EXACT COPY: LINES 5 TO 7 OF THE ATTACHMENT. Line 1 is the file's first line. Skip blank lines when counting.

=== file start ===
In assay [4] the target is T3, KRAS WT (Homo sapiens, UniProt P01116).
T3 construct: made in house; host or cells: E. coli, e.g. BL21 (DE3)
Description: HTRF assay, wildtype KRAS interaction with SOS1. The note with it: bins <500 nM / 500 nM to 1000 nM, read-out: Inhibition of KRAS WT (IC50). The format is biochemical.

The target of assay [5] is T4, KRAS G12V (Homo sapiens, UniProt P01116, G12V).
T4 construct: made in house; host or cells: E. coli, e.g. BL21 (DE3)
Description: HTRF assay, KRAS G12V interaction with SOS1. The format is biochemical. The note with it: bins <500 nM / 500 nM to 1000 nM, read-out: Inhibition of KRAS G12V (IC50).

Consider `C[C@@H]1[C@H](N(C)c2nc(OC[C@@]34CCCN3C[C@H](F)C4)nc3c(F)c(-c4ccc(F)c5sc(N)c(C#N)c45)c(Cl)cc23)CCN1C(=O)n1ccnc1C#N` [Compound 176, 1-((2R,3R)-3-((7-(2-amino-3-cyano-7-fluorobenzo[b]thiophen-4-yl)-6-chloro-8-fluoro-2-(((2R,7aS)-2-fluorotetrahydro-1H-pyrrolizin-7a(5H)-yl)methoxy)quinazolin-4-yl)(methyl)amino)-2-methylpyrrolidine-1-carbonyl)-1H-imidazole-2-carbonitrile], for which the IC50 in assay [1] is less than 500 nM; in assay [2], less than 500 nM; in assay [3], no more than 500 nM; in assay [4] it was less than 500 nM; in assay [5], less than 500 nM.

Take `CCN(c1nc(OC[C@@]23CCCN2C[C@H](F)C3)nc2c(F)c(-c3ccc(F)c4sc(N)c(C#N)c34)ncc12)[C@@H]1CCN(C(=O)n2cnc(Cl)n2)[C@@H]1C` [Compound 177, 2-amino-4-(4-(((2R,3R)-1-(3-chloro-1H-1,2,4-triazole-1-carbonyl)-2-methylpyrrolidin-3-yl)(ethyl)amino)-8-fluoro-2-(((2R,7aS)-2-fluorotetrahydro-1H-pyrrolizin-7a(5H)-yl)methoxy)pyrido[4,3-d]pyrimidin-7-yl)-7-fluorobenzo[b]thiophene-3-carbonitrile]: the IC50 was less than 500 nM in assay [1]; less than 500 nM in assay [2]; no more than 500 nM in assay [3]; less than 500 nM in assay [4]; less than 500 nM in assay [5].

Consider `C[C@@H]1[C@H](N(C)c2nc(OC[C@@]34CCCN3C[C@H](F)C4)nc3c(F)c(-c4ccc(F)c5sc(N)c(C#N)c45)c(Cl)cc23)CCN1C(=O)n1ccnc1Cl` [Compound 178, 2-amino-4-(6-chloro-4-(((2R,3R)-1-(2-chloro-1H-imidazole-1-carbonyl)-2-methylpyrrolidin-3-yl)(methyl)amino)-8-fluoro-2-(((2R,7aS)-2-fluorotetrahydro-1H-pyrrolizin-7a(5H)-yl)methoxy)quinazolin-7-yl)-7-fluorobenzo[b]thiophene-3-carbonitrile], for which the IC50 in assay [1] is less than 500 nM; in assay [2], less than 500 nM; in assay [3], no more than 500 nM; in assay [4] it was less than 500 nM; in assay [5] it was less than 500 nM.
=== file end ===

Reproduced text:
T4 construct: made in house; host or cells: E. coli, e.g. BL21 (DE3)
Description: HTRF assay, KRAS G12V interaction with SOS1. The format is biochemical. The note with it: bins <500 nM / 500 nM to 1000 nM, read-out: Inhibition of KRAS G12V (IC50).

Consider `C[C@@H]1[C@H](N(C)c2nc(OC[C@@]34CCCN3C[C@H](F)C4)nc3c(F)c(-c4ccc(F)c5sc(N)c(C#N)c45)c(Cl)cc23)CCN1C(=O)n1ccnc1C#N` [Compound 176, 1-((2R,3R)-3-((7-(2-amino-3-cyano-7-fluorobenzo[b]thiophen-4-yl)-6-chloro-8-fluoro-2-(((2R,7aS)-2-fluorotetrahydro-1H-pyrrolizin-7a(5H)-yl)methoxy)quinazolin-4-yl)(methyl)amino)-2-methylpyrrolidine-1-carbonyl)-1H-imidazole-2-carbonitrile], for which the IC50 in assay [1] is less than 500 nM; in assay [2], less than 500 nM; in assay [3], no more than 500 nM; in assay [4] it was less than 500 nM; in assay [5], less than 500 nM.